Paediatric Neurosurgeons Criticize Dutch Practice of Euthanasia on Babies With Spina Bifida
By Thaddeus M. Baklinski
NETHERLANDS, January 16, 2008 (LifeSiteNews.com) - Dutch paediatric neurosurgeon Rob de Jong, in collaboration with peers from several other countries, has expressed his concern at the practice in the Netherlands of carrying out euthanasia on some babies born with spina bifida in an article in the medical journal Child’s Nervous System.
According to a report by Radio Netherlands Worldwide, the lives of a small number of babies are terminated each year by doctors who, together with the parents, believe the infant is experiencing unbearable suffering and will continue to suffer in this way in the future.
In his article "Deliberate Termination of Life of Newborns with Spina Bifida, a Critical Reappraisal", Dr. de Jong argues that it is difficult to prove that the suffering of a baby or infant is or will remain unbearable, and cites a number of cases of physicians who, in retrospect, have been forced to acknowledge that their initial diagnosis was incorrect.
Dr. de Jong says he bases his case on medical evidence, not on ethical arguments that have normally been at the centre of nearly all discussions about euthanasia.
The Dutch Paediatric Association’s guidelines for the active termination of life, that is, the performance of euthanasia on babies and infants, known as the Groningen Protocol, states that: the diagnosis and prognosis must be certain; hopeless and unbearable suffering must be present; the diagnosis, prognosis and unbearable suffering must be confirmed by at least one independent doctor; both parents must give informed consent; the procedure must be performed in accordance with the accepted medical standard.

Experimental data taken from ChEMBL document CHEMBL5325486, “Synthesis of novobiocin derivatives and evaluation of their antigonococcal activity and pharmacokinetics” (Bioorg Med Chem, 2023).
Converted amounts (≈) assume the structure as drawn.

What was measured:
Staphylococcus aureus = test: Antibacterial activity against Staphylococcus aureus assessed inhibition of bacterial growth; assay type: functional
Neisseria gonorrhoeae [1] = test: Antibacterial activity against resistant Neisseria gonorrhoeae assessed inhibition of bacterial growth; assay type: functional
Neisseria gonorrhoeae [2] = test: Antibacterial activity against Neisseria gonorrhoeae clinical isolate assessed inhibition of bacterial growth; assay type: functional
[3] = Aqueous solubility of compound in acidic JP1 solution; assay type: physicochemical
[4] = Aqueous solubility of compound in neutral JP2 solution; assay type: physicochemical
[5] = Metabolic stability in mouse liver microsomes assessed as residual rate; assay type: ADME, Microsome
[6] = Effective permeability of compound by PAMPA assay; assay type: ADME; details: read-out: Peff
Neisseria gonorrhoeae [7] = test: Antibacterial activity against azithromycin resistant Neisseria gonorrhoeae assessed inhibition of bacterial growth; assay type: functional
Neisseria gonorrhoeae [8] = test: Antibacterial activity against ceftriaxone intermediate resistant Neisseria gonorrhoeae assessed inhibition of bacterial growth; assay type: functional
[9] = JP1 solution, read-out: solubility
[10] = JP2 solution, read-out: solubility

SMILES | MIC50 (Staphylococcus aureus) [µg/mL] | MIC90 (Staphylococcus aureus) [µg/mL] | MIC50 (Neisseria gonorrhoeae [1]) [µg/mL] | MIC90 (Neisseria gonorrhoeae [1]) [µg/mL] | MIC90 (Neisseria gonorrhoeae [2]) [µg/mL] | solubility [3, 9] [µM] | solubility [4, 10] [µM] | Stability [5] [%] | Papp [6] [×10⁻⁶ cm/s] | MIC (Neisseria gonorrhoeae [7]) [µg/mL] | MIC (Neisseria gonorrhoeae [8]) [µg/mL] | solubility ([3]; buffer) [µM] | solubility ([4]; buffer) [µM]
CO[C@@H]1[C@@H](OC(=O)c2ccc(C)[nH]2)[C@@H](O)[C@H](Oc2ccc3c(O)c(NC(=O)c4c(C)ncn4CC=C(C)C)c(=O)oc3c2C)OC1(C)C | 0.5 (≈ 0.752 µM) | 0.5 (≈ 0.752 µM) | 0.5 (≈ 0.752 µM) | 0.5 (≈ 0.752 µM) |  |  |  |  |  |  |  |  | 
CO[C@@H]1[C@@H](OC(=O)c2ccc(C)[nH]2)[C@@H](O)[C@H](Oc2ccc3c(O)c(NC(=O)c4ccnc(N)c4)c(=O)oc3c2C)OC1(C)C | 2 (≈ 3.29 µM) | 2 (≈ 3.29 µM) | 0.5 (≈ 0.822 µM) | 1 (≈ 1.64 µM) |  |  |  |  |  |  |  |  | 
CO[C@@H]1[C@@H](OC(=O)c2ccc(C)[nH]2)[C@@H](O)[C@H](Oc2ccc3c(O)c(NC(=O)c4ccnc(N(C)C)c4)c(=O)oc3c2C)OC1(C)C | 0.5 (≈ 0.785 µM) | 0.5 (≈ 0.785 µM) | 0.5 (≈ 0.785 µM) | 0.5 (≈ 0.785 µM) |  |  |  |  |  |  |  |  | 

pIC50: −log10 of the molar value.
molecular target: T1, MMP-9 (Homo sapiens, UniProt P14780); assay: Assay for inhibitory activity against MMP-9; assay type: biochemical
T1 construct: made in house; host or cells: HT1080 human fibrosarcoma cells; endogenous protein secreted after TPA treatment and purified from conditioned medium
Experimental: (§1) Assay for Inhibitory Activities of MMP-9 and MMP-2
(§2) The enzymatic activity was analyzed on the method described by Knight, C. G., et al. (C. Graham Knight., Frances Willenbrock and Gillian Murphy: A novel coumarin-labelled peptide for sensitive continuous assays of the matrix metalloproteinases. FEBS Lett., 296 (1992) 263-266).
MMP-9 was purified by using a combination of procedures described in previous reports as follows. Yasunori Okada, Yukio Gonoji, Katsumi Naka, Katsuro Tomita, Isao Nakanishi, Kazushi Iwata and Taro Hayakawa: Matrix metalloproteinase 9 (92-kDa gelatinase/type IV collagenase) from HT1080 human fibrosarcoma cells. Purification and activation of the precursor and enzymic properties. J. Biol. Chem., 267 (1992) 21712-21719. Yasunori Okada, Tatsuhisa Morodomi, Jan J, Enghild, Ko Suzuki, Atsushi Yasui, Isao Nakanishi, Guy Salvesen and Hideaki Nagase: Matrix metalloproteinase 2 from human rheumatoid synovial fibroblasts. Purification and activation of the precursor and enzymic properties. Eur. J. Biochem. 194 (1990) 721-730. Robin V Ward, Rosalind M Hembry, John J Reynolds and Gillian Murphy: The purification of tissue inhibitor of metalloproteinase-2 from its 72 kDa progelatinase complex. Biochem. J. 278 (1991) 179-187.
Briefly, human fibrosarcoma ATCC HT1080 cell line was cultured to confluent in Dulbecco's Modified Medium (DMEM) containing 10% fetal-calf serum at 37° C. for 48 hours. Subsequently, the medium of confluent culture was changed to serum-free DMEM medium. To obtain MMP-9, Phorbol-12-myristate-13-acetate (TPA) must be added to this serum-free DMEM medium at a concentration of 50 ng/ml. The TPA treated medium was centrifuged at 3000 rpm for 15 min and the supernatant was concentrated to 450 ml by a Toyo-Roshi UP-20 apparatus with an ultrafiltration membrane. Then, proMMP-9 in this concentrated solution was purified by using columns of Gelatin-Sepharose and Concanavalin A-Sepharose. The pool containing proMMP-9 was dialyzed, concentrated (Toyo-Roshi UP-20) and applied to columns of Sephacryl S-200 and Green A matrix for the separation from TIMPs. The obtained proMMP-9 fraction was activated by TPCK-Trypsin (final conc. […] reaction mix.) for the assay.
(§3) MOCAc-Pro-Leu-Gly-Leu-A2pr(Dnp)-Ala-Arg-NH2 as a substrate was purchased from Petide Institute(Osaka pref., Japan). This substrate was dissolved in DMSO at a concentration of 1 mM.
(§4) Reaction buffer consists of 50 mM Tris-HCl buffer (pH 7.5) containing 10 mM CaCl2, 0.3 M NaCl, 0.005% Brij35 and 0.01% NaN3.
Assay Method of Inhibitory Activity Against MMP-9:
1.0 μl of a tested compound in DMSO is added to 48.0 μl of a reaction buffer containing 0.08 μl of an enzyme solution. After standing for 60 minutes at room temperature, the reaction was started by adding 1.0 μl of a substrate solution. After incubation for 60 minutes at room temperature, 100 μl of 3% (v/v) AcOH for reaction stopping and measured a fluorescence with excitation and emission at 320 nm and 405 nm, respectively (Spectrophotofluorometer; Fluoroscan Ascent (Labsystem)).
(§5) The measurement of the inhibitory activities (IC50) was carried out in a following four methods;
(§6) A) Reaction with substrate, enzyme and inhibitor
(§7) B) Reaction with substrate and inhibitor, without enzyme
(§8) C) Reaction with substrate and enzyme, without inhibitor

Dr. de Jong contends that such a medical diagnosis/prognosis cannot be given with the requisite certainty given the many variables and uncertainties involved.
The Dutch Paediatric Association spokesman Dr. Eduard Verhagen has dismissed the criticism expressed by Dr. de Jong and his foreign colleagues, saying "they use too many technical arguments" and that all factors were looked at in depth when drawing up the protocol, so he sees no reason why the entire discussion should be repeated.
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Dutch Euthanasia Doctor Admits to Killing 4 Newborns With Lethal Injections